JanyceR

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In reply to ryan's mom <<


Date: 6/1/13 8:28 PM

It seems very wrong to me

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marec
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Date: 6/1/13 8:45 PM

Yeah, it seems unethical and perhaps illegal. But now the bigger question is "What do you do?" Is it your responsibility to confront her, to contact Vogue, to let the school district know...or just work on your own business? What do you, and other readers think?

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my blog: http://kf-biblioblog.blogspot.com/
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talesofawannabe
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Date: 6/1/13 9:53 PM

I don't have time to pull up the info now, but it is not illegal. The Supreme Court has ruled on this many years ago and the ruling has not changed. I would agree though that it is a bit unethical to call them completely custom dresses. Maybe customizable from a pattern ( i.e choosing colors, fabrics, etc) but to me custom is more than just a custom fit from a pattern.

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dresscode

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Date: 6/1/13 10:45 PM

I think "designing" is broad enough to cover using a pattern template from a company that sells to general public.

Fit, fabric, construction, marketing and all still have to be given to seamstress.

The copyright has more to printed reproduction and resale than the end uses in sewing of the patterns.

Frankly, I would say half of what is in department stores could be sourced to "someone else's" pattern templates...just from industrial drafting which is very different. Mass produced clothing is not going to spend season after season creating new pant drafts....tee patterns or tanks...

I don't see anything wrong at all with a seamstress using sewing patterns.

ryan's mom
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Date: 6/1/13 11:13 PM

My issue with this seamstress is her card indicates she is a fashion designer and the website implies that she creates the design. One is clearly an out-of-print Vogue Belleville Sassoon still shown on the Vogue website straight from the pattern, the other is Vogue 8190. Both look identical to the pattern. I'm fairly sure I could trace her other "designs" to specific patterns.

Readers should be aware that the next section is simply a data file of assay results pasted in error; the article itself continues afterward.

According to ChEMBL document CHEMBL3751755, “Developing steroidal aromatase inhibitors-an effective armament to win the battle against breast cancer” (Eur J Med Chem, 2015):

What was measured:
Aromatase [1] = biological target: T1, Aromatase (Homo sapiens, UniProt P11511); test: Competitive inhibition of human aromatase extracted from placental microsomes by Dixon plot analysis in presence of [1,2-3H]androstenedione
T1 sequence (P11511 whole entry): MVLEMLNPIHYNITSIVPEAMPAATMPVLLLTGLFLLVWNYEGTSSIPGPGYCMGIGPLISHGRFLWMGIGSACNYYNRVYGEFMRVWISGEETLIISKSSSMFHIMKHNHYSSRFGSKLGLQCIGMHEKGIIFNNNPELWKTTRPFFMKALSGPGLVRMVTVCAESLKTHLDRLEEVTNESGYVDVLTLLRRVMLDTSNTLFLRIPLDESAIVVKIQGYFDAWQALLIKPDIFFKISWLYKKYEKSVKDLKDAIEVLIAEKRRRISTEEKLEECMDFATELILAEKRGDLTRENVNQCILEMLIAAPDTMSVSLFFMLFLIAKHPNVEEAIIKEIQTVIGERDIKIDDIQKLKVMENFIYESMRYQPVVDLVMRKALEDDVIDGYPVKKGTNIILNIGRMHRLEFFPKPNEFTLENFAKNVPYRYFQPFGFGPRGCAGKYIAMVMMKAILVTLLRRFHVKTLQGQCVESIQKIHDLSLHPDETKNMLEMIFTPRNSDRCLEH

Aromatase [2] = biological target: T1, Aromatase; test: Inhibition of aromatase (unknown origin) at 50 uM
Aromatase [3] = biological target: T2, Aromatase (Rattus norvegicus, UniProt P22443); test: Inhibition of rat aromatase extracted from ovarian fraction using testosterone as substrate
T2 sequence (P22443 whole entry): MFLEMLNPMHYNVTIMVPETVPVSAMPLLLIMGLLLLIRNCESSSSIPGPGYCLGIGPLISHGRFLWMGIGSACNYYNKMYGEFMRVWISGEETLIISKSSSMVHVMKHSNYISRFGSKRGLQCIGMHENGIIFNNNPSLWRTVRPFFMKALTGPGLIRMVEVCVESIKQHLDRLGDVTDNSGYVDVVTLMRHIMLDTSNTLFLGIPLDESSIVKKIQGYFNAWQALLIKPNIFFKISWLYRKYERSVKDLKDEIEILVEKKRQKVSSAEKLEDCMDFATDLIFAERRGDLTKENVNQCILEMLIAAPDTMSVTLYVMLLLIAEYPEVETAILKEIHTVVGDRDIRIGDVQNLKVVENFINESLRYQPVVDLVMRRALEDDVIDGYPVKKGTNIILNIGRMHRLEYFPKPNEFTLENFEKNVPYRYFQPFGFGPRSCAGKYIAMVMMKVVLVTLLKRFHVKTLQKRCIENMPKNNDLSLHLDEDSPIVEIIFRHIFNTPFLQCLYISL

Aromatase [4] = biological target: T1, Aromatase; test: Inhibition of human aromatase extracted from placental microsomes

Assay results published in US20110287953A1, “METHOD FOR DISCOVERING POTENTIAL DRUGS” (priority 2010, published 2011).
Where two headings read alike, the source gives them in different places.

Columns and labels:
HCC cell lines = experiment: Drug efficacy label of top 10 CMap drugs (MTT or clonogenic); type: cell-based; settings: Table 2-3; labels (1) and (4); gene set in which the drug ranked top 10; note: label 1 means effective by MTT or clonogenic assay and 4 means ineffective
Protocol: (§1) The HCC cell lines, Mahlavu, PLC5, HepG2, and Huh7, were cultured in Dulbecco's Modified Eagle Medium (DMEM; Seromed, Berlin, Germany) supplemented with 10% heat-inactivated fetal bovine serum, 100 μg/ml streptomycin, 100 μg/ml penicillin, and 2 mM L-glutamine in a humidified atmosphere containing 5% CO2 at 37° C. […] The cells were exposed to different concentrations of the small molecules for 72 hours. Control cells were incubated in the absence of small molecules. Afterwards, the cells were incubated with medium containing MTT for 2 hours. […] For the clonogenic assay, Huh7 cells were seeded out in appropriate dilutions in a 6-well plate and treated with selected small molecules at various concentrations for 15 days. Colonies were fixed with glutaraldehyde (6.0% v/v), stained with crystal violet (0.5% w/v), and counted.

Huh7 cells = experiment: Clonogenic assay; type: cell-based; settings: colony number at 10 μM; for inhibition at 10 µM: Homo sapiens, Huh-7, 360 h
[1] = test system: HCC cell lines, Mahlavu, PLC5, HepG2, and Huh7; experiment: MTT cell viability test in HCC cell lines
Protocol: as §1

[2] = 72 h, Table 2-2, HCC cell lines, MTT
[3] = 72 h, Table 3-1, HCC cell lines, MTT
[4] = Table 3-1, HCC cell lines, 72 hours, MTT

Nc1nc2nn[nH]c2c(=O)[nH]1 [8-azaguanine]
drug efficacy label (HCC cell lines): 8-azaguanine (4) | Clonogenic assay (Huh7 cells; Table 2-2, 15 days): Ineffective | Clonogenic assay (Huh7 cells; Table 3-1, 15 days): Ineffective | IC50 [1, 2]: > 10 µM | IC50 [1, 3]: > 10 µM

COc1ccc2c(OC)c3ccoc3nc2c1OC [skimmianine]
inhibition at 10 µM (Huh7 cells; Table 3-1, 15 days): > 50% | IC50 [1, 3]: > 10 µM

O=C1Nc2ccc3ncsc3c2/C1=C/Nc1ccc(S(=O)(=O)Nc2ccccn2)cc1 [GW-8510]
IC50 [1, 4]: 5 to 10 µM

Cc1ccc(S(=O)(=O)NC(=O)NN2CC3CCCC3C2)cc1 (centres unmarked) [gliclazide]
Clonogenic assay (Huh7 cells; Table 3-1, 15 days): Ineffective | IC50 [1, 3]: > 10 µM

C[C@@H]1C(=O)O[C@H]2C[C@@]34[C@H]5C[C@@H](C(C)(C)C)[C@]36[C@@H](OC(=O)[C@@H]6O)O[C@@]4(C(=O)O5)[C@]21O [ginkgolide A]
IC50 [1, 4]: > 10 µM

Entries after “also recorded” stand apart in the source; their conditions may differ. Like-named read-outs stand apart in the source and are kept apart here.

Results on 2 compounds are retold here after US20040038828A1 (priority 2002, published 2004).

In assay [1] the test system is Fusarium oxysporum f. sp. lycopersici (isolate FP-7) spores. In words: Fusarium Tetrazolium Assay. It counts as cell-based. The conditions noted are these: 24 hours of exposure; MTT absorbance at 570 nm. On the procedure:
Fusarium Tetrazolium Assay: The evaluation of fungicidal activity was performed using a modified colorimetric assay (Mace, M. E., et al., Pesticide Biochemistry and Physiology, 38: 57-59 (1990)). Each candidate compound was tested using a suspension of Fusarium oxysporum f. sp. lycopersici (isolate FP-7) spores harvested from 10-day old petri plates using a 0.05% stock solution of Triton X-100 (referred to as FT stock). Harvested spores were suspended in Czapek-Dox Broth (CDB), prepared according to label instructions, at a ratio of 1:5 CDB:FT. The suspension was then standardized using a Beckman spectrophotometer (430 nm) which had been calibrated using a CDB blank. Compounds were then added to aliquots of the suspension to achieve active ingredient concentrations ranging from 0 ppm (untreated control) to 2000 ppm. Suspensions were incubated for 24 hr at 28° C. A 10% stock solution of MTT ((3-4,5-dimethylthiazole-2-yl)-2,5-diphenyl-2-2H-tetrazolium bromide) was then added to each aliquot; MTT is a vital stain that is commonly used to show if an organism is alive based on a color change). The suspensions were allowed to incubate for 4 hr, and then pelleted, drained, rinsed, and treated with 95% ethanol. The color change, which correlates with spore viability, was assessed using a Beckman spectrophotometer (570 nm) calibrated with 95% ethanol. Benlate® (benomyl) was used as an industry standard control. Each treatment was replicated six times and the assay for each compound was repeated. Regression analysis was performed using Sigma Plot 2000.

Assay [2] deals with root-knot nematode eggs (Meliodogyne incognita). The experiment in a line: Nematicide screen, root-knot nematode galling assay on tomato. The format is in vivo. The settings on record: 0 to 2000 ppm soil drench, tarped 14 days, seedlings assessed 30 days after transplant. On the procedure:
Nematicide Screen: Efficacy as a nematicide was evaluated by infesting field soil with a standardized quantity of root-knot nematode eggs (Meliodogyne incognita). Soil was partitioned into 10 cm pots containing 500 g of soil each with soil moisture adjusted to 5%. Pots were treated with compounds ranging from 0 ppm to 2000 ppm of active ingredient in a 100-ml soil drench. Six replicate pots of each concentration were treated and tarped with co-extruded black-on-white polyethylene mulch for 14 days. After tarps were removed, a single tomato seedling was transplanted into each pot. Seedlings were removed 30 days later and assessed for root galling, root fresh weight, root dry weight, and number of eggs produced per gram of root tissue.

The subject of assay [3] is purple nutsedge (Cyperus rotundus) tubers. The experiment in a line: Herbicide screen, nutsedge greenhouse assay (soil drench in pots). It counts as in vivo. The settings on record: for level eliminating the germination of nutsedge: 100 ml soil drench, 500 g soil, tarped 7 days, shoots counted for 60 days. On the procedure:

I admit I do get kind of peeved about things probably because I have created a couple of original patterns that are my own from sketches I have created. And although they are inspired by RTW, the pattern was mine and it took plenty of time to make and proof it. Do I call myself a "fashion designer"? No, because what I do is copy a RTW garment and make it a knockoff.

I created a garment about 6 mos ago and when posting about it, I said it was my own design inspired by a RTW knockoff. I would expect that if she is calling herself the designer, she created the pattern for the dress from scratch. I was looking to be really impressed with her work, but when I realized at least two of those prominently featured garments on the website were Vogue patterns, I was disappointed.

Selling dresses made from a Vogue (or any other commercial pattern) and implying one is the fashion designer of the dress is what I consider to be *IMO* false advertising and unethical. I found no mention anywhere on her website that these dresses were made from Vogue designer or regular patterns.